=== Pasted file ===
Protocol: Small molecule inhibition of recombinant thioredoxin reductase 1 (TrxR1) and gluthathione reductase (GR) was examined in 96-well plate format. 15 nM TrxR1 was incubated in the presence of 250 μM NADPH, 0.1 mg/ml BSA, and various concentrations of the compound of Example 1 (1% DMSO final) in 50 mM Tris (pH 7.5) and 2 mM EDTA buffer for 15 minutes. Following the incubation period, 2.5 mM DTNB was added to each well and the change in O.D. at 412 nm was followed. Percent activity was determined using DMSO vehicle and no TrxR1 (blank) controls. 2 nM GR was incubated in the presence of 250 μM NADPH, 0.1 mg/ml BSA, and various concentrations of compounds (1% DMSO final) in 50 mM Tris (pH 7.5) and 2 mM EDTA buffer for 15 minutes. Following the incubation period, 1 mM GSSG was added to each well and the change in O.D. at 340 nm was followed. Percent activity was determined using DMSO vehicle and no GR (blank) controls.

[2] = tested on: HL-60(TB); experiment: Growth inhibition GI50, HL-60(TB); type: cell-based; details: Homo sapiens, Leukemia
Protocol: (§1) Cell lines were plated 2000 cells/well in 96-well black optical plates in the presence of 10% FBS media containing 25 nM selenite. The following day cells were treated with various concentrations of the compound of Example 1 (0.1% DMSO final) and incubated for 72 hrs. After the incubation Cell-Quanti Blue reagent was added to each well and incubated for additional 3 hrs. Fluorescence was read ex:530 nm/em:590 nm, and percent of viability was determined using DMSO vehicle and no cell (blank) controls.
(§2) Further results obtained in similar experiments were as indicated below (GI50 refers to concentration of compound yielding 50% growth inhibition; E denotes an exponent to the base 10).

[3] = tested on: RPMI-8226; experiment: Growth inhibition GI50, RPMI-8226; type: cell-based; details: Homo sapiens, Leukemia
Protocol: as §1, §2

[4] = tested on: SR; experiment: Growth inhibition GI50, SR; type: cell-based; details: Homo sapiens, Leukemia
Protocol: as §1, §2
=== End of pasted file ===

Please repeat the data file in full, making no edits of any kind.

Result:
Protocol: Small molecule inhibition of recombinant thioredoxin reductase 1 (TrxR1) and gluthathione reductase (GR) was examined in 96-well plate format. 15 nM TrxR1 was incubated in the presence of 250 μM NADPH, 0.1 mg/ml BSA, and various concentrations of the compound of Example 1 (1% DMSO final) in 50 mM Tris (pH 7.5) and 2 mM EDTA buffer for 15 minutes. Following the incubation period, 2.5 mM DTNB was added to each well and the change in O.D. at 412 nm was followed. Percent activity was determined using DMSO vehicle and no TrxR1 (blank) controls. 2 nM GR was incubated in the presence of 250 μM NADPH, 0.1 mg/ml BSA, and various concentrations of compounds (1% DMSO final) in 50 mM Tris (pH 7.5) and 2 mM EDTA buffer for 15 minutes. Following the incubation period, 1 mM GSSG was added to each well and the change in O.D. at 340 nm was followed. Percent activity was determined using DMSO vehicle and no GR (blank) controls.

[2] = tested on: HL-60(TB); experiment: Growth inhibition GI50, HL-60(TB); type: cell-based; details: Homo sapiens, Leukemia
Protocol: (§1) Cell lines were plated 2000 cells/well in 96-well black optical plates in the presence of 10% FBS media containing 25 nM selenite. The following day cells were treated with various concentrations of the compound of Example 1 (0.1% DMSO final) and incubated for 72 hrs. After the incubation Cell-Quanti Blue reagent was added to each well and incubated for additional 3 hrs. Fluorescence was read ex:530 nm/em:590 nm, and percent of viability was determined using DMSO vehicle and no cell (blank) controls.
(§2) Further results obtained in similar experiments were as indicated below (GI50 refers to concentration of compound yielding 50% growth inhibition; E denotes an exponent to the base 10).

[3] = tested on: RPMI-8226; experiment: Growth inhibition GI50, RPMI-8226; type: cell-based; details: Homo sapiens, Leukemia
Protocol: as §1, §2

[4] = tested on: SR; experiment: Growth inhibition GI50, SR; type: cell-based; details: Homo sapiens, Leukemia
Protocol: as §1, §2